Disinformation inoculation, issue 2: smoke and mirrors

By Sam Leitch, editor

Now that we’ve covered how to identify the purpose of the media you ingest online, it’s clear that verified news organizations are the gold standard for information; if you cannot trace a post back to a source with the intent to inform—not to enrage, persuade and so on—your skeptic-senses should be firing. To paraphrase one of my dad’s idioms, “If someone bakes you delicious brownies and says they added only a couple cow droppings to the flour, don’t eat them.”

Simple as that, right?

However, sometimes a post pulls out all the stops to convince us. In an era when anyone with a simple computer can alter reality for a meme, replicating facial expressions and vocal patterns near flawlessly, it should be expected that this technology can be used to spread disinformation.

Sometimes, the propagators of propaganda will try to conceal their true purpose, generating false videos, pictures and even entire websites. This issue will give you the tools to counter theirs.

Website spoofing

Let’s run through a hypothetical. It’s 2017, and your uncle, who is also your friend on Facebook, sends you a story claiming that anti-Trump protestors were paid as much as $3,500 on Craiglist. You see the three dots pop up, and soon a second message blinks into view: “Shows how far the deep state will go to trick us, huh.”

You scoff, since this is typical behavior for the uncle I just made up. Upon viewing the link, however, you stop in your tracks: this is from ABC News.

Curious, you investigate the front page.

Screenshot of abcnews-us.com, a website designed to replicate ABC News and filled with fake articles

Before it was taken down, abcnews-us.com was designed to mimic the original source, even down to the reporting. This is a subset of website spoofing, or website copies, used to lend false credibility to fake stories. And it isn’t alone: other examples include ABCnews.com.co, CBSnews.com.co and fox-news24.com—all currently taken down, but like a hydra, seven sprout up for each fallen head. 

Of course, I trust you to only frequent the real websites, but when you need to ward a family member away from website spoofs or fake news sites, there are lists on Snopes and Wikipedia dedicated to the documentation of these bad apples.

If you don’t have a list handy or can’t find what you are looking for, there are other tools as well. That .com.co address in the examples is a dead giveaway since “.co” has previously meant the site is based in Colombia, although now it is also marketed as an alternative to the .com domain. Similarly, the contraction “won’t” in the Matt Lauer story above is not typically permitted for a professional headline and should be a red flag. Furthermore, you can use the purpose: does the site use loaded language to enrage, or does it have sketchy, sexual clickbait ads to sell? Even the knowledge that these sites exist is a tool in and of itself.

Video “evidence”

Now, for this next section, I highly recommend you check out The Washington Post’s article, “How to Spot a Fake Video,” which outlines in detail how to know when videos, which are often taken at face value as undeniable proof, are actually tricking you. The Post’s fact checker team categorized these traps into three categories.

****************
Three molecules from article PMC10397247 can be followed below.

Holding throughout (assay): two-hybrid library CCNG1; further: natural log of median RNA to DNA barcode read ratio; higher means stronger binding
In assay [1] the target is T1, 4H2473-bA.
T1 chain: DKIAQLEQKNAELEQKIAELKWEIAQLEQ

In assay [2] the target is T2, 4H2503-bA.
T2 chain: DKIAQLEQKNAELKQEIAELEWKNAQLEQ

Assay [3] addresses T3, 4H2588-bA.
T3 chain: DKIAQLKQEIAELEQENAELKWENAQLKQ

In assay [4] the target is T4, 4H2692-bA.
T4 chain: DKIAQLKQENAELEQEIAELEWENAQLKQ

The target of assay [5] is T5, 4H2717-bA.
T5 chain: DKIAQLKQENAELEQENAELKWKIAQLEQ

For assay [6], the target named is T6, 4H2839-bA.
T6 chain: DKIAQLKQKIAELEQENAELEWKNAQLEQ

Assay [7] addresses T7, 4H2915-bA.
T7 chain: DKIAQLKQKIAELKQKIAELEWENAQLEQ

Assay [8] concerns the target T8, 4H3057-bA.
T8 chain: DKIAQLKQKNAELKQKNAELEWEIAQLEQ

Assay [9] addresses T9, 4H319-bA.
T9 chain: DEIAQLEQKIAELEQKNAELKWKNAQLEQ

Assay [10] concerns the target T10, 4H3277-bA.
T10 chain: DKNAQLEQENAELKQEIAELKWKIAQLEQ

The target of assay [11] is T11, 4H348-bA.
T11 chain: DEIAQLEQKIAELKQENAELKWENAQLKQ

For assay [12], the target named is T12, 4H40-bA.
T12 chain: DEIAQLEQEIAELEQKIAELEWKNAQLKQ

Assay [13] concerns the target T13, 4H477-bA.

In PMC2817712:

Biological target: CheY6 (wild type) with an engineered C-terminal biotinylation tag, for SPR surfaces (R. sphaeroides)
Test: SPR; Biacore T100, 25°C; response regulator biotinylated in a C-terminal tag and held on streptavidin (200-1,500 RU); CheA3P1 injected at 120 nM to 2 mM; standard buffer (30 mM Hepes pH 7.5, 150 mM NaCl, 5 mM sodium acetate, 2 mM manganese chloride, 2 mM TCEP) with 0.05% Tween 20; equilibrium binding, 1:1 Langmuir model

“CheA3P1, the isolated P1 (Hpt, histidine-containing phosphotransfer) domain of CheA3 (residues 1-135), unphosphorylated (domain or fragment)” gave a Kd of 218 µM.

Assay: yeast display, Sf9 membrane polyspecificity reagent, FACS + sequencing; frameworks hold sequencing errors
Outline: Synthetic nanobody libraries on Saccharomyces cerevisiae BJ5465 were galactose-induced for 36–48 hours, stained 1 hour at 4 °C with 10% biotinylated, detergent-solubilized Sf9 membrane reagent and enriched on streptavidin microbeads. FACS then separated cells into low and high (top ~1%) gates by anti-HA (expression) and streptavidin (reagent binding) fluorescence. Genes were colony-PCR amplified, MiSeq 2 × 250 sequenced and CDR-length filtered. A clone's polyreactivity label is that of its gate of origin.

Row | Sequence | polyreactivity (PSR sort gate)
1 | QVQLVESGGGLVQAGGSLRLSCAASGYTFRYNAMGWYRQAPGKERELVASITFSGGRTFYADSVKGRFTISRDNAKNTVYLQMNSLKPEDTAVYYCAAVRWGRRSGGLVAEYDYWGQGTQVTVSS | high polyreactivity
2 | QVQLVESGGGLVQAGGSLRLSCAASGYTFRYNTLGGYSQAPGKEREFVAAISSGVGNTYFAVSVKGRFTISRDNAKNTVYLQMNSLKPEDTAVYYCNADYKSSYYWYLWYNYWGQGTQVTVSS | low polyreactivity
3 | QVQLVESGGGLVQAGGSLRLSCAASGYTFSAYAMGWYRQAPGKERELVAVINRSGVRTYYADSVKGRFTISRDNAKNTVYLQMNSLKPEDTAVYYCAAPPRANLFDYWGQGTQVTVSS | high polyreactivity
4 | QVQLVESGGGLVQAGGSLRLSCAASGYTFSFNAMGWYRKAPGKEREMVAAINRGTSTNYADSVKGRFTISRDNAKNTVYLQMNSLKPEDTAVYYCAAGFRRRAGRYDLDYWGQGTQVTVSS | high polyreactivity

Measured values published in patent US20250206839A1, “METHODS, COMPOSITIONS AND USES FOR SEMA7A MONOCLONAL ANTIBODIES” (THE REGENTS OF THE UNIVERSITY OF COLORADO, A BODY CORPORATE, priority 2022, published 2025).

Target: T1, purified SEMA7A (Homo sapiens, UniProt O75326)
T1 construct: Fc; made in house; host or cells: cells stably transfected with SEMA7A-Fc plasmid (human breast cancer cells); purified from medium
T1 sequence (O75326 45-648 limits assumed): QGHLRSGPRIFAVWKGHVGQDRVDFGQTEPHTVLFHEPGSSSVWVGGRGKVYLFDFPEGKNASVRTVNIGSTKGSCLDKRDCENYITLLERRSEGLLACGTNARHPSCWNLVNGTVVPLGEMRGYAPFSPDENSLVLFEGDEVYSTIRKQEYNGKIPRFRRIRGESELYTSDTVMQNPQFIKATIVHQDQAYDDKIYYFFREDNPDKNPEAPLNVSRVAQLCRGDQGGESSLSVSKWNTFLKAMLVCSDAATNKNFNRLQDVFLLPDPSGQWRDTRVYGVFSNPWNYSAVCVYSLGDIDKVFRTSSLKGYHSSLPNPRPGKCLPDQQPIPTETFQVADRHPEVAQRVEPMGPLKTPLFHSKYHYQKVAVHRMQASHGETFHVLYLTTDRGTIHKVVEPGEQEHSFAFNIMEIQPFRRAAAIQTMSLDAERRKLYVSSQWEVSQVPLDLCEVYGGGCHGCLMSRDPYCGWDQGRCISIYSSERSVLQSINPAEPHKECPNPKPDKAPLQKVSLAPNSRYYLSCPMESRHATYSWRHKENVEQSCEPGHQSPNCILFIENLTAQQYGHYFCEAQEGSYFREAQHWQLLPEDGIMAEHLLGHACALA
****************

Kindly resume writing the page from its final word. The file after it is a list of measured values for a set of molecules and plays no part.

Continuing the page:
The first one is “missing context,” where a video is deliberately cut short or taken out of context to support a fake narrative. Although it is the most rudimentary, it is deceptively effective. Take, for example, the recent Derek Chauvin trial, where the defense compared the “reasonable doubt” to saying that space aliens inhabited Chauvin’s body. This clip was quickly taken out of context, spread like wildfire due to its absurdity, and sent to me by a friend. For a split second I took it as truth just because of the video evidence.

This is why it is absolutely crucial to verify information if the source’s purpose is not to inform. Even if you think you are tech savvy or know your way around the truth, anyone can be deceived on the internet, especially with topics as controversial and vital to justice as this trial.

This specific tweet, for example, seems as though it aims to entertain, meaning that they likely wouldn’t go through the necessary steps to fact check. Upon a simple Google search, however, the video is quickly debunked.

According to the Post, the other two categories are “deceptive editing” and “malicious transformation,” referring first to the seedy rearrangement or editing of clips and second to the entire fabrication of video and audio. For that reason, it is best to watch out for not only unexplainable gaps in time with the editing, but also technical issues that point to tampering, such as “blurriness in the foreground or background, pixelation, changes in color…slower or quicker movements that don’t match normal human behavior…[and also] edited audio, including cutoff speech, sound that’s warped or modulated and speech that sounds slower or faster.”

Above all, however, you should watch how a video is presented or framed. This includes who posts it! If the purpose is not to inform, don’t bite. 

Simple as that.

In the end, however, these should act as secondary tools. By determining the author’s intent for the source you’re reading and staying clear if that purpose is not to inform, I’d say you can pinpoint propaganda most of the time. Now all that’s left is inoculating your friends and family. Together, we can reach herd immunity against disinformation. 

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